Impressed by HKS-designed Globe Life Field, home of the Texas Rangers, The Hokkaido Nippon-Ham Fighters Japanese baseball team selected HKS to design its new 35,000-capacity stadium in time for the 2023 celebration of the Fighters 20th year in Hokkaido. The team wanted to create more than just a stadium, however, but a” small city” that would look and feel like Hokkaido, with multiple partners who are willing to build together a creative entertainment capital for the region.
In addition, because Hokkaido is the northernmost of the Japanese islands, designers faced the challenge of creating a stadium that could still host games even in extremely cold or snowy conditions, while still allowing for the growth of natural turf for the safety and better performance for the players. Also, the Fighters required a stadium and surrounding mixed-use development that would only not be state of the art for the fans, but for the players as well, all while maintaining the “feel” of Hokkaido. The symbolic triangular façade resembles a typical Hokkaido gable roof shape that sheds snow. Introducing it as a massive glass wall gives it a modern impression.
The Design Solution
Working to overcome communication challenges, the HKS-led design team used a thorough analysis to study the history, climate, and culture of the region and collaborated closely with the Fighters to create the ideal ballpark and mixed-use development. A retractable roof satisfied the requirement to protect fans and players from the elements. Hokkaido is one of the world’s snowiest places and the roof can hold up to 14 feet of frozen precipitation. The retractable roof, which will usually remain open, also allowed the team to use a natural grass field, which is easier on players’ knees and legs. And the stadium itself is oriented to get the most morning sun and optimize growing conditions for the turf. Also, the team’s clubhouse is the second largest in the world behind only that of the Texas Rangers at Globe Life Field.
For fans, ES CON Field Hokkaido Ballpark and the development around it is designed to be a unique experience and destination. The stadium is asymmetrical to offer variation and different experiences, and designers used lots of glass to maintain transparency and augment the important inside/outside connection. The glass also allows for lots of natural light, which further enhances the fan experience.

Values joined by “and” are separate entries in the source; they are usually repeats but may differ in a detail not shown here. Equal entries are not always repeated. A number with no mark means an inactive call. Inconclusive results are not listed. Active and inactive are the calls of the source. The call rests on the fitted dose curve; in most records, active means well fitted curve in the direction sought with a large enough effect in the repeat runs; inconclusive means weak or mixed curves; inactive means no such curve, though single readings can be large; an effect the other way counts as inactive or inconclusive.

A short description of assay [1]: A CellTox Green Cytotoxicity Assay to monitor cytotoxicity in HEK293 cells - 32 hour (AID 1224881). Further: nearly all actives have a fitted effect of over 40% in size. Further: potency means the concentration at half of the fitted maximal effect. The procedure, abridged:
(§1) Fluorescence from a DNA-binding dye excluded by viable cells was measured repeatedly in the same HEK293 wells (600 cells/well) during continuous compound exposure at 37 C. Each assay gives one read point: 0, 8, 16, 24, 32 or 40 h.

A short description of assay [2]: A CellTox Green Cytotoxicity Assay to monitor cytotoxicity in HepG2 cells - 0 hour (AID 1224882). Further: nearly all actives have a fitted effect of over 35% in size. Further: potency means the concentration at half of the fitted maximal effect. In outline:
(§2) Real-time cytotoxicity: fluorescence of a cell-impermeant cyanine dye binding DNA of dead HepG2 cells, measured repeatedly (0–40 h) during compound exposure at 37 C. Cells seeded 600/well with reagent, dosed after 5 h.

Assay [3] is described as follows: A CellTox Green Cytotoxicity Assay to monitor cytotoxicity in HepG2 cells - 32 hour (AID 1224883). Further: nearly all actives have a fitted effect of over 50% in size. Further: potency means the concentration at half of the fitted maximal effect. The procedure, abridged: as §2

The stadium and surrounding development sit on an 80-acre greenfield site, with various elevations that allow fans to always enter the ballpark at concourse level, regardless of their entry point, and easily go up or down from there. Because nature is so integral to the Hokkaido lifestyle, landscaped terraces at the stadium provide plenty of access to the outdoors, both visually and literally. In addition to the glass that allows great views of nature and the landscape, two large doors on the ground floor allow fans to be outside during an event to enjoy the natural atmosphere. A two-layered escalator system allows fans to easily navigate the stadium’s 360-degree concourse, which serves to encourage them to explore the entire stadium and leads to more access to the outside.
Despite the openness and accessibility of the ballpark, however, HKS designers worked to make sure it feels intimate and “right-sized” wherever a visitor happens to be. Spectators have clear site lines to the field and beyond. The main entrance lobby is only 18 rows from the field, and the Home Plate Club is a scant 14 meters (45.9 feet) from home plate itself. The twin 86x16m video boards are located left and right of centerfield so that fans have an unobstructed view of the mountains.
In addition to the stadium, the development will also feature a museum, hotel, restaurant, resorts, brewery, and sauna — all with views of the field. The sauna, or Onsen for which Hokkaido is famous, was created by digging 1,300m (4,265 feet) into the earth to reach the hot natural spring water. On game days, hotel guests can emerge from the water, sit on benches and watch the -Fighters take the diamond. And to reach the stadium, regional trains run both from the airport in Chitose and Sapporo – Hokkaido’s capital and largest city — to the stadium; combined with a well-designed street system that connects the ballpark to the train and regional highways.
The Design Impact
Hokkaido Ballpark F Village and ES Con Field Hokkaido is one of the most eagerly anticipated projects in recent Japanese history. Not only will it provide a state-of-the-art baseball stadium, but the development around it – museum, hotel, restaurants, offices, agricultural research facility and residential spaces, including senior housing – has made it one of the most talked-about and sought-after areas in the country. Since the development was announced, the area ranks in the top five land value increases in Japan, and news outlets report on its progress almost daily. And because of the flexibility of the HKS design, the development will be actively used both before and after games as well as throughout the entire year by baseball and non-baseball fans alike.
- 120,774 sm (1.3 million sf)
- 35,000 capacity, two-layer retractable-roof stadium
- 6 stories
- 14 suites
- 4 clubs
- Rooftop garden
- Natural creek